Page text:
Rebuilding Place in the Urban Space

"A community’s physical form, rather than its land uses, is its most intrinsic and enduring characteristic." [Katz, EPA] This blog focuses on place and placemaking and all that makes it work--historic preservation, urban design, transportation, asset-based community development, arts & cultural development, commercial district revitalization, tourism & destination development, and quality of life advocacy--along with doses of civic engagement and good governance watchdogging.

Friday, November 09, 2018

Could "fast freight rail" service be a way to make High Speed Rail more viable?

High Speed Rail is uniformly discussed in terms of passenger service, and is usually promoted for operation in high density corridors between major cities, pairs such as New York-Boston, or San Diego-Los Angeles-San Francisco, or Dallas-Houston.

It happens that the freeways connecting these cities typically are engorged with delivery truck traffic too.

Passenger rail service in the modern era isn't hugely profitable, at least in the US, while freight delivery remains reasonably profitable.

Plus, demand ("More surcharges, rejected freight sting US truck firms," Journal of Commerce) is making it hard to find drivers ("'What Does a Trucker Look Like?' It's Changing, Amid a Big Shortage," New York Times)) and simultaneously, demand for long distance truck delivery services is increasing, in part because of the rise of online commerce.

Why not consider trying to shift some freight service to a high speed rail network? Which would also help to reduce truck traffic on major interstates, reduce GHG emissions, etc.  It would also make HSR more economically viable.

Italy is about to launch such a service.  From Railway Gazette International ("Mercitalia launches high speed freight service"):
FS Group freight subsidiary Mercitalia is to launch its first high speed freight service on November 7. FS says the Mercitalia Fast service is designed to meet the needs of express courier companies, logistics operators, producers and distributors.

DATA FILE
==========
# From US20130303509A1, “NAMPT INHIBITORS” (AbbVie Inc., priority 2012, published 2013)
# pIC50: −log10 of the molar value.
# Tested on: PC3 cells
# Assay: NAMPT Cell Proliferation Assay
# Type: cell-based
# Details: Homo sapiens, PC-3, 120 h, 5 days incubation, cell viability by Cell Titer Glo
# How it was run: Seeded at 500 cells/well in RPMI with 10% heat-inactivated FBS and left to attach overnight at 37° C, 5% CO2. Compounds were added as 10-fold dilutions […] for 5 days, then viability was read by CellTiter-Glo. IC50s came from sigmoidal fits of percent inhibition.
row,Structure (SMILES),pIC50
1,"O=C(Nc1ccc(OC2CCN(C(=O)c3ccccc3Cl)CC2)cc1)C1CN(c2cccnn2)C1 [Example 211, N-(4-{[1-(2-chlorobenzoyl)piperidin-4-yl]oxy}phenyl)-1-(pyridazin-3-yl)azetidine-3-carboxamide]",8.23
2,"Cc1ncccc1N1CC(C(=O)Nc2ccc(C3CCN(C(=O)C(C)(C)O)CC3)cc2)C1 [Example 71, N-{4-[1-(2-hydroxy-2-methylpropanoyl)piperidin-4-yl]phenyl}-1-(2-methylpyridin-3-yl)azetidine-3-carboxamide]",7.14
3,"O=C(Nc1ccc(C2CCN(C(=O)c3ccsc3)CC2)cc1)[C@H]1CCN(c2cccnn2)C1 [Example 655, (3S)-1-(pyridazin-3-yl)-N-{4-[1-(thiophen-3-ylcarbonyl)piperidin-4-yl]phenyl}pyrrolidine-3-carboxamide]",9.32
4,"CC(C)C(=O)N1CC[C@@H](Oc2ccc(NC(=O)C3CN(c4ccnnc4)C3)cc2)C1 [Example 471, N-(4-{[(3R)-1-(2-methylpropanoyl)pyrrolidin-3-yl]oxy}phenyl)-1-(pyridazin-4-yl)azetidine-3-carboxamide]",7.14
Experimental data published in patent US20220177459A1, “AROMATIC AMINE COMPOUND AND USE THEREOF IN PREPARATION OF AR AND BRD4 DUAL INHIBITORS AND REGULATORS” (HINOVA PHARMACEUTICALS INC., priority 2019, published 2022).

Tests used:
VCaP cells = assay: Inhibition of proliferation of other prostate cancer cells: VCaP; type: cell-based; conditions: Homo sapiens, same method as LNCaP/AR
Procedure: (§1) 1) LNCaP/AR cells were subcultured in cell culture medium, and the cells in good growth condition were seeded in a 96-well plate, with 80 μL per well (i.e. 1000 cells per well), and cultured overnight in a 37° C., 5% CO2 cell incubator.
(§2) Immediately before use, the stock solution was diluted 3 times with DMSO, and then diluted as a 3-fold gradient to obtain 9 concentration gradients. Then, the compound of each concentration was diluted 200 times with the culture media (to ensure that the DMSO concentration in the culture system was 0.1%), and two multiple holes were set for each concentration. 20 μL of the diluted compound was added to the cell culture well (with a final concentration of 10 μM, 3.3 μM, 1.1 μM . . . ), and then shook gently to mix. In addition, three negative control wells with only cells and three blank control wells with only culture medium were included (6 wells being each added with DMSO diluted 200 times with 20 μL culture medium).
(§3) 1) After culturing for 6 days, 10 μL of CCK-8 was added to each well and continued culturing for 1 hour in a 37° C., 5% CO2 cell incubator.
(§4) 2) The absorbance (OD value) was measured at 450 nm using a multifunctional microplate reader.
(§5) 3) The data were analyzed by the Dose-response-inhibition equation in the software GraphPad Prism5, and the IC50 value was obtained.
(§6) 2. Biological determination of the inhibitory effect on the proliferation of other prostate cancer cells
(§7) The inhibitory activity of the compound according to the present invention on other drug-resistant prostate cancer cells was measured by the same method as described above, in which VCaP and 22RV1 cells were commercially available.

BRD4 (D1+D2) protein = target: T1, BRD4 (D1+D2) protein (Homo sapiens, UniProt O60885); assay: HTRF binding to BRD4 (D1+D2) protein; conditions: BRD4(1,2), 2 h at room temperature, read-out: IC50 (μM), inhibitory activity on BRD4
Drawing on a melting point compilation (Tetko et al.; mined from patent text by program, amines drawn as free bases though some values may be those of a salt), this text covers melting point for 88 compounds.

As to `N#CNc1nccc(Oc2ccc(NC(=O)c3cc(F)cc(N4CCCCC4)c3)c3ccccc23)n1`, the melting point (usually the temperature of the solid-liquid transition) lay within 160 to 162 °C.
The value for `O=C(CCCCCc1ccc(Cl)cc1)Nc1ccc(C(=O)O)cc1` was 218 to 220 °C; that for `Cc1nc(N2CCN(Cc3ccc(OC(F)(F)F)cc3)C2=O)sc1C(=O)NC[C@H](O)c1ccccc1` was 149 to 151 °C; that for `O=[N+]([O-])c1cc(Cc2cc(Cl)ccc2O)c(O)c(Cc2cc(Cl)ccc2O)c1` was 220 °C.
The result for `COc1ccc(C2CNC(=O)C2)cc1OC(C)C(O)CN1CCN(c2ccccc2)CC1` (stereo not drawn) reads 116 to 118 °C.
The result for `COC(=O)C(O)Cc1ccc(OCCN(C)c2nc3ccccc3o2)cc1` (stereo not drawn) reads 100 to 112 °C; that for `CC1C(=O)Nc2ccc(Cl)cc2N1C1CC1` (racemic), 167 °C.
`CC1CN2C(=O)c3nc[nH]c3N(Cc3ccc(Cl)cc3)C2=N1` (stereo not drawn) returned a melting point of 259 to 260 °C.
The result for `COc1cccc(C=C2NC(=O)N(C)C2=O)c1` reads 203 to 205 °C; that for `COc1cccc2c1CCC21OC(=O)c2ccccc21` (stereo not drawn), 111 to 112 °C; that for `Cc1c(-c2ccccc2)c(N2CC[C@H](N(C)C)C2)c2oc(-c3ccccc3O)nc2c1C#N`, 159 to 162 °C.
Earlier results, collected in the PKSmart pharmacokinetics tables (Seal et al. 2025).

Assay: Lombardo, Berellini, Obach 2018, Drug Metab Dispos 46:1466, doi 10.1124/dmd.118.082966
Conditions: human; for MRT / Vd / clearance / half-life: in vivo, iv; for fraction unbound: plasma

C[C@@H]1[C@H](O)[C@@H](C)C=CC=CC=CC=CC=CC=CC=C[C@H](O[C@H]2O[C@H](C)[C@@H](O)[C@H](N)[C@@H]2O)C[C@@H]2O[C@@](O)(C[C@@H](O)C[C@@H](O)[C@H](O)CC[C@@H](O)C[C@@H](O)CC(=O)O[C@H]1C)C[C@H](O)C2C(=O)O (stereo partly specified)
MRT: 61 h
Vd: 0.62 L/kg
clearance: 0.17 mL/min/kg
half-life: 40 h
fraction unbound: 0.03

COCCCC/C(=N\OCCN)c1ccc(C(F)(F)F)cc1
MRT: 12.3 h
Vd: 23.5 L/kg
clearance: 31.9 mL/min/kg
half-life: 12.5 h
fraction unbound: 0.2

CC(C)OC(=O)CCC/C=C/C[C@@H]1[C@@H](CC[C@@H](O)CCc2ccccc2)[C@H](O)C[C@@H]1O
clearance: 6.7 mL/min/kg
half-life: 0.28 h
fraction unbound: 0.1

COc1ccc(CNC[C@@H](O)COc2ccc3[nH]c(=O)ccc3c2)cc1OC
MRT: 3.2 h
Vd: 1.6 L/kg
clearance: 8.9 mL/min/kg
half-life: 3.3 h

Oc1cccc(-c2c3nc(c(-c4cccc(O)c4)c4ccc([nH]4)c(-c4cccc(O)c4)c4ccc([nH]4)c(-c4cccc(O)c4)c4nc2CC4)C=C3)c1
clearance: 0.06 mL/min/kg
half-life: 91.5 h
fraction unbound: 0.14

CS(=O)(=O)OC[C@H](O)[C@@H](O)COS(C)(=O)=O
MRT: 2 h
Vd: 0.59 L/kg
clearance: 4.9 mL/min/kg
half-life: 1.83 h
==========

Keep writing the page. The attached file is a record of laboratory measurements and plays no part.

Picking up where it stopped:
Operated by a converted ETR500 trainset, the Mercitalia Fast overnight service will convey express parcels and premium freight between the Maddaloni-Marcianise terminal near Caserta and Bologna Interporto, using the country’s north-south high speed line. According to Mercitalia Logistics General Manager Marco Gosso, Mercitalia Fast will be the first express freight service to use the Alta Velocità/Alta Capacità high speed network. With the train running at an average speed of 180 km/h, the end-to-end journey time will be just 3 h 30 min.

The trainset has been adapted to carry 1 m3 roll cages with a 220 kg payload, which will make loading and unloading ‘quick, efficient and safe’. With the 12-car train able to carry the equivalent of 18 articulated lorries or two Boeing 747 freighters, the daily train is expected to relieve the main north-south A1 motorway of around 9 000 lorries a year, reducing CO2 emissions by 80% compared to road haulage.
If it works, they intend to expand the service to other nodes in Italy's high speed rail network.

In Dresden, Volkswagen uses the local light rail system to move vehicles and parts between plants, with a special trainset called the "CarGoTram."  That example has spurred more local transit agencies to look at their light rail systems for other opportunities in freight logistics and delivery ("Light rail network used for freight transport," Rail Freight).

Granted, this is more of what I call intra-district transit rather than long distance freight transportation, but it's still an example of rethinking passenger transit systems as being solely focused on passenger service.

Back in the day, sttreetcar systems and interurban--a mode that mixed shorter distance streetcar transit over long distances today the South Shore Line in Indiana and Illinois with service to Chicago is the only remaining functioning interurban in the US--would be used for overnight freight service.

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At 2:39 PM, Anonymous Alex B. said...

No, this would not make HSR more viable.

If HSR were already in place, it might be an interesting marginal line of business. But no, it will not make up for a lack of a primary market.

At 7:10 PM, Blogger Richard Layman said...

Yes, you're right. It's not enough to make it over the initial hurdle. But it could be developed into a line of business.

Of course, in many European countries they already have the HSR network, so improving utilization is a marginal improvement, they don't have to create it.

It's still pretty interesting.


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